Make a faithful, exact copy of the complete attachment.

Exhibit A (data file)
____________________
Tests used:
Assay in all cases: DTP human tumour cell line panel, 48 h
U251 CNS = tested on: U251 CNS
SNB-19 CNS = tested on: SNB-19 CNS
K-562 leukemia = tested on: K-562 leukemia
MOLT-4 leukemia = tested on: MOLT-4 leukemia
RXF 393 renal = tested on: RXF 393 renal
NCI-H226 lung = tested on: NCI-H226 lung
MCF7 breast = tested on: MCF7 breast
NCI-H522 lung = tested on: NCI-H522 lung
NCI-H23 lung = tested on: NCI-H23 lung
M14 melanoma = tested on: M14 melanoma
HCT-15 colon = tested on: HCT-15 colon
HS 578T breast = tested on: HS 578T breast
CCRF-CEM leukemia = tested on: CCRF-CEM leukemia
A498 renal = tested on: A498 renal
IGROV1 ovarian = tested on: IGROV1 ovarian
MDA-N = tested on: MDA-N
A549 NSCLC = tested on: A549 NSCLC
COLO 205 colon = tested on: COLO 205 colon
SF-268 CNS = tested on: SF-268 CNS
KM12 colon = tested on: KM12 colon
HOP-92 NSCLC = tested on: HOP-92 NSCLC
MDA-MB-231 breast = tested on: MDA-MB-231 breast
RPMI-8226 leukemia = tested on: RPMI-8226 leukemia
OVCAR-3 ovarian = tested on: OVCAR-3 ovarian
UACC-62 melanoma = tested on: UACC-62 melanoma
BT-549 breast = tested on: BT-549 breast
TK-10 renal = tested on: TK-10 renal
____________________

Tests used:
Assay in all cases: DTP human tumour cell line panel, 48 h
U251 CNS = tested on: U251 CNS
SNB-19 CNS = tested on: SNB-19 CNS
K-562 leukemia = tested on: K-562 leukemia
MOLT-4 leukemia = tested on: MOLT-4 leukemia
RXF 393 renal = tested on: RXF 393 renal
NCI-H226 lung = tested on: NCI-H226 lung
MCF7 breast = tested on: MCF7 breast
NCI-H522 lung = tested on: NCI-H522 lung
NCI-H23 lung = tested on: NCI-H23 lung
M14 melanoma = tested on: M14 melanoma
HCT-15 colon = tested on: HCT-15 colon
HS 578T breast = tested on: HS 578T breast
CCRF-CEM leukemia = tested on: CCRF-CEM leukemia
A498 renal = tested on: A498 renal
IGROV1 ovarian = tested on: IGROV1 ovarian
MDA-N = tested on: MDA-N
A549 NSCLC = tested on: A549 NSCLC
COLO 205 colon = tested on: COLO 205 colon
SF-268 CNS = tested on: SF-268 CNS
KM12 colon = tested on: KM12 colon
HOP-92 NSCLC = tested on: HOP-92 NSCLC
MDA-MB-231 breast = tested on: MDA-MB-231 breast
RPMI-8226 leukemia = tested on: RPMI-8226 leukemia
OVCAR-3 ovarian = tested on: OVCAR-3 ovarian
UACC-62 melanoma = tested on: UACC-62 melanoma
BT-549 breast = tested on: BT-549 breast
TK-10 renal = tested on: TK-10 renal